Integration of the Shadow

April 13, 2018

Categories: Integrity,Shadow

This blog post is Part 3 in a 4-part blog series on Integrated Faith. (If you missed the first blog post, you can find it here.) In this blog series, I am taking a look at aspects of our spiritual lives that might be out of step or disconnected with the rest of our person.

The Shadow

This post focuses on integrating the shadow into our lives. What is the shadow? Your shadow encompasses the aspects of your life that you hide, repress, and deny. The shadow holds those things about yourself that you try to reject and forget about. You think they are gone, but they are just pushed down outside of your awareness.

How Do Things Get Put Into Shadow?

How do things get put into shadow? When you are born, you have a full, 360-degree personality. You express all parts of yourself openly and fully. Spend some time observing a baby or young child, and you will see what I mean. When babies and young children are happy, they smile and laugh with joy. When they are sad, they cry and wail. And when they are angry, they yell and scream. They engage life and express their emotions fully. Nothing is off limits.

But as you grow up, you begin to be molded by your family and cultural upbringing. You learn, both explicitly and implicitly, that certain parts of yourself are “good,” and you get rewarded for those parts. Maybe it’s being a good boy or girl. Maybe it’s being good at sports or doing well in school. Whatever it is, you try to develop those parts of yourself more and more.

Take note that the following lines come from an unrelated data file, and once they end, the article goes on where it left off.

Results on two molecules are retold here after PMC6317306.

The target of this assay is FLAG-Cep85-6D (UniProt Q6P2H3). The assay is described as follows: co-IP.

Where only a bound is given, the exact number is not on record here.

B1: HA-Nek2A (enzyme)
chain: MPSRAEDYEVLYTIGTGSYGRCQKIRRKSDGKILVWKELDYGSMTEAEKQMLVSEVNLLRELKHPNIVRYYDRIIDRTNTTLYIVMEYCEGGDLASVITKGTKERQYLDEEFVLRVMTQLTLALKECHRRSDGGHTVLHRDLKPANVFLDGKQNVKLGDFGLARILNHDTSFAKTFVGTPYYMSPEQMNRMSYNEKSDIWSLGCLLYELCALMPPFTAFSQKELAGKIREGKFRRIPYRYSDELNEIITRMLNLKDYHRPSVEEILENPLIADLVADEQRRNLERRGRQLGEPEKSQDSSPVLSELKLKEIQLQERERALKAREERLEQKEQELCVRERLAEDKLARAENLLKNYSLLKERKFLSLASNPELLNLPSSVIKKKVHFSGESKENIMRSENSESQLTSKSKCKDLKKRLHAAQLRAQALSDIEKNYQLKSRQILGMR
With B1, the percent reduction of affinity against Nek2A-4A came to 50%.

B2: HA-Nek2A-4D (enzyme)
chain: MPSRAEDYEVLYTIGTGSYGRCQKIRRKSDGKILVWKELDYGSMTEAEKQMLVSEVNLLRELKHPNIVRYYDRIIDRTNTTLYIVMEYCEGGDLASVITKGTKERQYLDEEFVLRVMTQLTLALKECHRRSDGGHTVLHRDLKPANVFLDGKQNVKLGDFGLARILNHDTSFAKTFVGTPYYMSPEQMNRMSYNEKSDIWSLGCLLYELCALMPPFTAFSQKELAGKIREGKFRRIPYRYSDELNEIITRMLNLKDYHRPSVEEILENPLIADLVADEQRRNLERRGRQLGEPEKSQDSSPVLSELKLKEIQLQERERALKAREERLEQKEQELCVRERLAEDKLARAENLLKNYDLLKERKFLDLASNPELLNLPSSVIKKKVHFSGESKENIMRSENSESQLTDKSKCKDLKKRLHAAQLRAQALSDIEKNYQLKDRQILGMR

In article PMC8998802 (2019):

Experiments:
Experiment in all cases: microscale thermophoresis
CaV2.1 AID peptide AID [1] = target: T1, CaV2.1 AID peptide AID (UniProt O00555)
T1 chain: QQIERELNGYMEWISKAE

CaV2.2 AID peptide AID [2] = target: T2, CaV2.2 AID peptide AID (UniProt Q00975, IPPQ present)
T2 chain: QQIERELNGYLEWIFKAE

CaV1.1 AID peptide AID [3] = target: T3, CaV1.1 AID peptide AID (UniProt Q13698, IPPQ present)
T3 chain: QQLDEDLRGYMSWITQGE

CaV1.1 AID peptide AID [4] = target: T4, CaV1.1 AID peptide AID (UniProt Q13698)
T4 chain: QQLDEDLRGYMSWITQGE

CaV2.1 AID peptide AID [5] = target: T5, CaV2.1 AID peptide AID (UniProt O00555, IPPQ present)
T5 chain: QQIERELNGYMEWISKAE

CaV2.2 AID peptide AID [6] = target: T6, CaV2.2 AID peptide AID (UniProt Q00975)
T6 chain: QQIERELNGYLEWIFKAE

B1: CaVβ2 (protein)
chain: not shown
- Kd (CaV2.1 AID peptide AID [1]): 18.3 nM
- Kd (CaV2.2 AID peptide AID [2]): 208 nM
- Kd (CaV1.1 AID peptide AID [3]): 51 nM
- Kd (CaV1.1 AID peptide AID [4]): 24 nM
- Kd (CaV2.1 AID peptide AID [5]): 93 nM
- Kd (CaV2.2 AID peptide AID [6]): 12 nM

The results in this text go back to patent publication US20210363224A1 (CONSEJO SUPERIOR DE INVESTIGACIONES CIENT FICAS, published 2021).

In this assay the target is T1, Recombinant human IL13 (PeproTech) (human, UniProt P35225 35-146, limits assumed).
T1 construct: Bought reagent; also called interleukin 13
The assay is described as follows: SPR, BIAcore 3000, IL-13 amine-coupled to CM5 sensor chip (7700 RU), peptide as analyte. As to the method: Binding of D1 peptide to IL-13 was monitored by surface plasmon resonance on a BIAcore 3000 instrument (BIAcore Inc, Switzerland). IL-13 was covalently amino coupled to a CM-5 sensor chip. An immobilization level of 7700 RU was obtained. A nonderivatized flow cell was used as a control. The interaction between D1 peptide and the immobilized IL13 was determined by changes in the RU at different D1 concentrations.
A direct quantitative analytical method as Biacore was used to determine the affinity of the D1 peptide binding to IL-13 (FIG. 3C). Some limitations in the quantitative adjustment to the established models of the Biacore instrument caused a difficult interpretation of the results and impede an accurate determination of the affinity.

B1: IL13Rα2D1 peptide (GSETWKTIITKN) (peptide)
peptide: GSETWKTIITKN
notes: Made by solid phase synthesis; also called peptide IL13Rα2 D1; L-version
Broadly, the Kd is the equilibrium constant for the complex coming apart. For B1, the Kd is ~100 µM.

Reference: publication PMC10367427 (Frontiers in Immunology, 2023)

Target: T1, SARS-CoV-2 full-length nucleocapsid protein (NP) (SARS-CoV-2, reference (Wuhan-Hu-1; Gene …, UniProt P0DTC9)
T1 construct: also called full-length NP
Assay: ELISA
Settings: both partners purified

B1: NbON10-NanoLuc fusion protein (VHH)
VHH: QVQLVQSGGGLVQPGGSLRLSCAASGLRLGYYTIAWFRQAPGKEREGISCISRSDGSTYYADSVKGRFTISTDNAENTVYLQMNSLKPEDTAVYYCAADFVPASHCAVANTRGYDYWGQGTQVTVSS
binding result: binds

At the same time, you also learn, both explicitly and implicitly, that certain parts of yourself are “bad,” and you get punished for those parts. Maybe it’s your anger—you got grounded for getting mad and punching your brother. Maybe it’s your sadness—your parents taught you that boys don’t cry. Or maybe you received the message that your sexuality was something bad or dirty—you got caught masturbating and felt shame about that, or you had sexual feelings toward the same sex, and didn’t know what to do about that. These parts of yourself—the parts that you learn are “bad”—you begin to hide, repress, and deny. These parts of yourself become your shadow.

The Shadow Isn’t Bad

Your shadow isn’t necessarily bad or sinful. Emotions such as sadness, anger, or fear are necessary and serve an important purpose in our lives. Sexuality can an incredible gift and bond between two people. Weakness and failure are normal parts of life and being human. But for many people, they get shoved down into the recesses of our shadow.

The Shadow Never Disappears

We think our shadow is gone, but it never really disappears. It’s just hidden. Sometimes it can come back and bite us in the ass. It’s like trying to hold a beach ball under the water. The pressure builds up, and your shadow comes out sideways. Maybe you have fits of anger that seem to come out of nowhere. Perhaps you had a midlife crisis, or an affair that you never expected would occur. It might be your shadow, wrecking havoc on your life.

Shadow in the Church

In the church world, shadows often run rampant, perhaps because there is such intense pressure to “be good.” The ideals of the Christian faith taught in church can be extreme—no sex before marriage, don’t be gay, don’t even have a lustful thought, don’t be angry, turn the other cheek, be joyful in all things, don’t be anxious, sell your possessions and give to the poor, and love your enemy.

Paul’s Shadow